Wednesday, 8 August 2007

I say potato, you say?

You have successfully arrived at the second vegetable review. This one charts the experience of eating a jacket potato.

If you gaze to the right of your internet visualiser you'll see the potato starts off as a sort of mutant, the inners trying to escape by means of those ugly yellow tentacles. Before it crawled off I was able to pin it down and remove the tentacle/leg appendages it had spawned. Be warned! This should only be carried out if you have the correct protective apparatus. I did, so I was alright.

Not many things scare me in this world, but standing proudly among Iggy Pop's chest, Lorne Spicer, and Watford Gap services is the part grown potato.

Potatoes are often famed for their healing properties, they can heal an Island of it's inhabitants simply by not growing. The black potato which is indigenous to Chester-le-Street has been known to cure Monkhouse's disease, and can also cure breathing if taken in the correct dose.

It is exactly 5041 days since the final festival of the potato, or Potatoalia, to use the correct Gaelic name. Yorkshire was lucky enough to be the last host of this popular event where many of our northern cousins would go to worship mestre da batata, which roughly translates as the 'Potato Master'.

Many of you will also remember Danny of popular rock/punk ensemble "Heard'Sayers" was in fact a King Edward potato. Producers recently said that a vegetable band member was cutting edge at the time, but now everyone does it. They went on to explain that a potato was chosen merely because it can hold a falsetto better than broccoli, "it just does."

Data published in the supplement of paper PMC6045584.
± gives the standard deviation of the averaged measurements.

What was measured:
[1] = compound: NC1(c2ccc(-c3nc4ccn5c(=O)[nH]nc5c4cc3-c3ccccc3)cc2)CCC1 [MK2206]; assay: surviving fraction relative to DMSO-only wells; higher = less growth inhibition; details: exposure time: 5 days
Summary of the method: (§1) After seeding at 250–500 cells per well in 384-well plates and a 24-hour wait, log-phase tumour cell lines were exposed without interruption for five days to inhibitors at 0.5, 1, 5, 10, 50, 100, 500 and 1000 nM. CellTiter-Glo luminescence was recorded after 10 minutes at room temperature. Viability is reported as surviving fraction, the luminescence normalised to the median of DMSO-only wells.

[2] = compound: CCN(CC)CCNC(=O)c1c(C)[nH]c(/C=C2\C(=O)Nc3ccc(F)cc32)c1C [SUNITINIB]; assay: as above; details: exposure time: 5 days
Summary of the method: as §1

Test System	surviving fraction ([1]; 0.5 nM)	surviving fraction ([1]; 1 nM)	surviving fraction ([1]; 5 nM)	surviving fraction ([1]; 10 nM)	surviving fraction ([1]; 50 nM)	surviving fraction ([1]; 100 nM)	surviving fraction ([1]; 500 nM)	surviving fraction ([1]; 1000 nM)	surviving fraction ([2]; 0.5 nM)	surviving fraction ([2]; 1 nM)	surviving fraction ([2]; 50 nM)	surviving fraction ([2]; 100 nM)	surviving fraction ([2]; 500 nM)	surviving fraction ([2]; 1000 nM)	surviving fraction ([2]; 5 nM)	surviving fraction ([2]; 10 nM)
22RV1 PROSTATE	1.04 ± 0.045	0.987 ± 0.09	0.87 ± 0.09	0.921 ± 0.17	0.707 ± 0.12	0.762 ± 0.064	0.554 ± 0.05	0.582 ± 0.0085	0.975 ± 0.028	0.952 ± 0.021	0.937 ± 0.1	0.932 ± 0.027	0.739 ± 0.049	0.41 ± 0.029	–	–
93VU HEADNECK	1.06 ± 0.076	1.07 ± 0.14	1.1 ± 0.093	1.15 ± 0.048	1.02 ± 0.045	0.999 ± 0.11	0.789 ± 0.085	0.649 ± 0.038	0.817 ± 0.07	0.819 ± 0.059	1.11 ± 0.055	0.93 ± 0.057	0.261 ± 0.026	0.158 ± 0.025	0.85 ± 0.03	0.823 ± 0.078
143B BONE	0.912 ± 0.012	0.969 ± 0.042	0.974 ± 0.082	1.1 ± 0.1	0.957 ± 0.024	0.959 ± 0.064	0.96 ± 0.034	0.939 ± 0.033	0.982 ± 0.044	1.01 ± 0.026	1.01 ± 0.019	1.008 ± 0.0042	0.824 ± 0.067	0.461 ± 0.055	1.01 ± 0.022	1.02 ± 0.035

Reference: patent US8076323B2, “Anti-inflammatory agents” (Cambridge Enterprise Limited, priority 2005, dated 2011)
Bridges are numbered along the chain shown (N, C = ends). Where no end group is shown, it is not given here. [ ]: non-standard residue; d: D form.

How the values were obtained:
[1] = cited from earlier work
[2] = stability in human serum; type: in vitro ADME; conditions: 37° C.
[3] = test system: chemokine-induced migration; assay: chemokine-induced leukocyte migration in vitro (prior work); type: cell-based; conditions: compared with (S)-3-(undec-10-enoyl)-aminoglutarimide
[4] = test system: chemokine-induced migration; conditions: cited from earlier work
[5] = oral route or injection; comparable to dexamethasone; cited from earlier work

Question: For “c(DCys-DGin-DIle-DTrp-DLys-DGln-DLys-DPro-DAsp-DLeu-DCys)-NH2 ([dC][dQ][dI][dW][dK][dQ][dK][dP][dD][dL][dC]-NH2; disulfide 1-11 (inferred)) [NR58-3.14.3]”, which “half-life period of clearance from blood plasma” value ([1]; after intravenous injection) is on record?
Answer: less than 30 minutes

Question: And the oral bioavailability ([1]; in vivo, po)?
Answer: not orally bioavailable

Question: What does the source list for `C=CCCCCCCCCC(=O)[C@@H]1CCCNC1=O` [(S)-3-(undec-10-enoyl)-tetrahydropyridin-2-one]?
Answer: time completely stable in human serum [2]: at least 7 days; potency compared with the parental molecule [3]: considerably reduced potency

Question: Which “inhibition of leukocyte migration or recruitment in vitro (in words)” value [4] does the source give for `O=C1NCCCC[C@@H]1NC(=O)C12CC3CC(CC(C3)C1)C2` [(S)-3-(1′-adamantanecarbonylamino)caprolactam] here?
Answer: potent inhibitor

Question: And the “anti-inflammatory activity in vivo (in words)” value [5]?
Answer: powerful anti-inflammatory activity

Nine minutes and a lot of reminiscing later, my big potato was cooked. There was some disagreement while in the microwave as to whether it should remain still, or rock from side to side. It decided on the latter much to my alarm. Again, on the right of your glass peering square is the finished product. The smell was literally half as good as it looks.

The potato you see in the picture is untainted, but it is possible to add toppings, such is the infinitely versatile nature of the ever talented potato. These vary from cheese and baked beans to the more familiar chocolate sauce and vodka dressing those who reside in parts of Essex enjoy.

So behold the humble potato, a vegetable with more wit than a similarly dressed foul-mouthed TV chef yet full of humility and wisdom.

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